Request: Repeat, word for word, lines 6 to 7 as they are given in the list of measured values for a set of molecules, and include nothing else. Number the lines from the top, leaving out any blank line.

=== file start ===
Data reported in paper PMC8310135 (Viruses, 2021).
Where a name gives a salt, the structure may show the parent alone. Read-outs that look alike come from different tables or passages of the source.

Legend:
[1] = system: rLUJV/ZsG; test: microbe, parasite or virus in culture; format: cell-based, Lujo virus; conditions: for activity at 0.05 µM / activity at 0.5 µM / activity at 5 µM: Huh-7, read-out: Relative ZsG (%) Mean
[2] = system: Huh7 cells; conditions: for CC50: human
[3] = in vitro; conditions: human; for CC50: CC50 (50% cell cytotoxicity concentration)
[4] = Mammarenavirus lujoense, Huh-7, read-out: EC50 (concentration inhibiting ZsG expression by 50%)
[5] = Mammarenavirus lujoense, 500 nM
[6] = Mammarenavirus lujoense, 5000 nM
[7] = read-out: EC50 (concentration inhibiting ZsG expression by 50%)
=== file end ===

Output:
[3] = in vitro; conditions: human; for CC50: CC50 (50% cell cytotoxicity concentration)
[4] = Mammarenavirus lujoense, Huh-7, read-out: EC50 (concentration inhibiting ZsG expression by 50%)